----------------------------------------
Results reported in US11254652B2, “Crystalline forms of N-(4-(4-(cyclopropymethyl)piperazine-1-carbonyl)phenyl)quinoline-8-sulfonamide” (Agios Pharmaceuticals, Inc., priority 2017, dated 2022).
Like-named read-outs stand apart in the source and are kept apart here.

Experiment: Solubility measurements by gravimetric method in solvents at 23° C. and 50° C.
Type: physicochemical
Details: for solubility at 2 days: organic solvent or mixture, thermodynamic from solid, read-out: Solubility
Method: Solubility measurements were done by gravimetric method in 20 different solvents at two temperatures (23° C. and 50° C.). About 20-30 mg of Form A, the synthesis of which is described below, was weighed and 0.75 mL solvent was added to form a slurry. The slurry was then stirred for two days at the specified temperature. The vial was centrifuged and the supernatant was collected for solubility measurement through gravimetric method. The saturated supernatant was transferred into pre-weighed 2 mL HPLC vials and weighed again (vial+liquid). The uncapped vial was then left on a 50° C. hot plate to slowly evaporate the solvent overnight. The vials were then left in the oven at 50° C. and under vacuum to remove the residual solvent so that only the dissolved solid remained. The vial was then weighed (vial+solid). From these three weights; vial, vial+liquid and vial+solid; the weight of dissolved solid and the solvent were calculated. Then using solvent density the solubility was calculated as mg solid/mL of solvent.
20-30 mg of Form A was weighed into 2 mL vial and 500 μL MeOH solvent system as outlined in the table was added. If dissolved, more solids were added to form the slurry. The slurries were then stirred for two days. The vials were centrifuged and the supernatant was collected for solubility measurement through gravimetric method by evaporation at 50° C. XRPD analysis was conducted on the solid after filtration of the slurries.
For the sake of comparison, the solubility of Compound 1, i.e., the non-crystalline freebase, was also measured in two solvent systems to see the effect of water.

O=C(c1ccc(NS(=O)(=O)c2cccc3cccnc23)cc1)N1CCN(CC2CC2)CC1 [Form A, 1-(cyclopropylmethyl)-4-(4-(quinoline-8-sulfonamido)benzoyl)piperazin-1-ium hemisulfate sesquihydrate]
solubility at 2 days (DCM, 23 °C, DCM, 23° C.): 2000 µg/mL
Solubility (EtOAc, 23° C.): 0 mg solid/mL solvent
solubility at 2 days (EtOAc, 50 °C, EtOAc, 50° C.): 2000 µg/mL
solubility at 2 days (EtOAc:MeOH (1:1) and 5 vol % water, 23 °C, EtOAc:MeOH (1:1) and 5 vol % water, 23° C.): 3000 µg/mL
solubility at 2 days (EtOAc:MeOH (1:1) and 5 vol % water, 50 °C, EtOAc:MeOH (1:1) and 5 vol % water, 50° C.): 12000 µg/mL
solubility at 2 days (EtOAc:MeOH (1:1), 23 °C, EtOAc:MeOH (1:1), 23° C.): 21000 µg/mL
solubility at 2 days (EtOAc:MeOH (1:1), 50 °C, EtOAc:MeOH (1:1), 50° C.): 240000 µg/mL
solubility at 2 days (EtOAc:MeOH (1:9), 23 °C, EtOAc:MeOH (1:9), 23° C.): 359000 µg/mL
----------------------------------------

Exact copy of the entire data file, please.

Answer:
Results reported in US11254652B2, “Crystalline forms of N-(4-(4-(cyclopropymethyl)piperazine-1-carbonyl)phenyl)quinoline-8-sulfonamide” (Agios Pharmaceuticals, Inc., priority 2017, dated 2022).
Like-named read-outs stand apart in the source and are kept apart here.

Experiment: Solubility measurements by gravimetric method in solvents at 23° C. and 50° C.
Type: physicochemical
Details: for solubility at 2 days: organic solvent or mixture, thermodynamic from solid, read-out: Solubility
Method: Solubility measurements were done by gravimetric method in 20 different solvents at two temperatures (23° C. and 50° C.). About 20-30 mg of Form A, the synthesis of which is described below, was weighed and 0.75 mL solvent was added to form a slurry. The slurry was then stirred for two days at the specified temperature. The vial was centrifuged and the supernatant was collected for solubility measurement through gravimetric method. The saturated supernatant was transferred into pre-weighed 2 mL HPLC vials and weighed again (vial+liquid). The uncapped vial was then left on a 50° C. hot plate to slowly evaporate the solvent overnight. The vials were then left in the oven at 50° C. and under vacuum to remove the residual solvent so that only the dissolved solid remained. The vial was then weighed (vial+solid). From these three weights; vial, vial+liquid and vial+solid; the weight of dissolved solid and the solvent were calculated. Then using solvent density the solubility was calculated as mg solid/mL of solvent.
20-30 mg of Form A was weighed into 2 mL vial and 500 μL MeOH solvent system as outlined in the table was added. If dissolved, more solids were added to form the slurry. The slurries were then stirred for two days. The vials were centrifuged and the supernatant was collected for solubility measurement through gravimetric method by evaporation at 50° C. XRPD analysis was conducted on the solid after filtration of the slurries.
For the sake of comparison, the solubility of Compound 1, i.e., the non-crystalline freebase, was also measured in two solvent systems to see the effect of water.

O=C(c1ccc(NS(=O)(=O)c2cccc3cccnc23)cc1)N1CCN(CC2CC2)CC1 [Form A, 1-(cyclopropylmethyl)-4-(4-(quinoline-8-sulfonamido)benzoyl)piperazin-1-ium hemisulfate sesquihydrate]
solubility at 2 days (DCM, 23 °C, DCM, 23° C.): 2000 µg/mL
Solubility (EtOAc, 23° C.): 0 mg solid/mL solvent
solubility at 2 days (EtOAc, 50 °C, EtOAc, 50° C.): 2000 µg/mL
solubility at 2 days (EtOAc:MeOH (1:1) and 5 vol % water, 23 °C, EtOAc:MeOH (1:1) and 5 vol % water, 23° C.): 3000 µg/mL
solubility at 2 days (EtOAc:MeOH (1:1) and 5 vol % water, 50 °C, EtOAc:MeOH (1:1) and 5 vol % water, 50° C.): 12000 µg/mL
solubility at 2 days (EtOAc:MeOH (1:1), 23 °C, EtOAc:MeOH (1:1), 23° C.): 21000 µg/mL
solubility at 2 days (EtOAc:MeOH (1:1), 50 °C, EtOAc:MeOH (1:1), 50° C.): 240000 µg/mL
solubility at 2 days (EtOAc:MeOH (1:9), 23 °C, EtOAc:MeOH (1:9), 23° C.): 359000 µg/mL